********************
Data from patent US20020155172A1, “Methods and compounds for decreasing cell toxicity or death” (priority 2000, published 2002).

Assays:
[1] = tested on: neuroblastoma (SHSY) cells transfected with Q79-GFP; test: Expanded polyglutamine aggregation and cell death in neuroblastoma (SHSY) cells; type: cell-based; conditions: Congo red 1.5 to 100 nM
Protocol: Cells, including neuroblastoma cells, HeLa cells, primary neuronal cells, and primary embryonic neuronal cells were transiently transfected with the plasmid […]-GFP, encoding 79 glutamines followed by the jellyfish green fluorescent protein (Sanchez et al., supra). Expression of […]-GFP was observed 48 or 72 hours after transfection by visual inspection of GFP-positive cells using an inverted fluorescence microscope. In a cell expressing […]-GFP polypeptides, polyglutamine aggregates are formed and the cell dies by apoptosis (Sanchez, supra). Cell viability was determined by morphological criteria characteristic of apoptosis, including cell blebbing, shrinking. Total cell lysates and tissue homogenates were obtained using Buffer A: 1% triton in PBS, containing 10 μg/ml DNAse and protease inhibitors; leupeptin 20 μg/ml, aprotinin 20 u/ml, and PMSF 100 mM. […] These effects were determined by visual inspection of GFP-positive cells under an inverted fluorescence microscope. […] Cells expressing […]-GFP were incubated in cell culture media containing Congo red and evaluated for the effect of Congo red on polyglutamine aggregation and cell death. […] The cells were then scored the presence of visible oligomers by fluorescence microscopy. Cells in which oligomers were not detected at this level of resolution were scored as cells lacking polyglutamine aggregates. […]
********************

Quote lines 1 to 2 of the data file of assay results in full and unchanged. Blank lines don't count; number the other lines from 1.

Data from patent US20020155172A1, “Methods and compounds for decreasing cell toxicity or death” (priority 2000, published 2002).

Assays: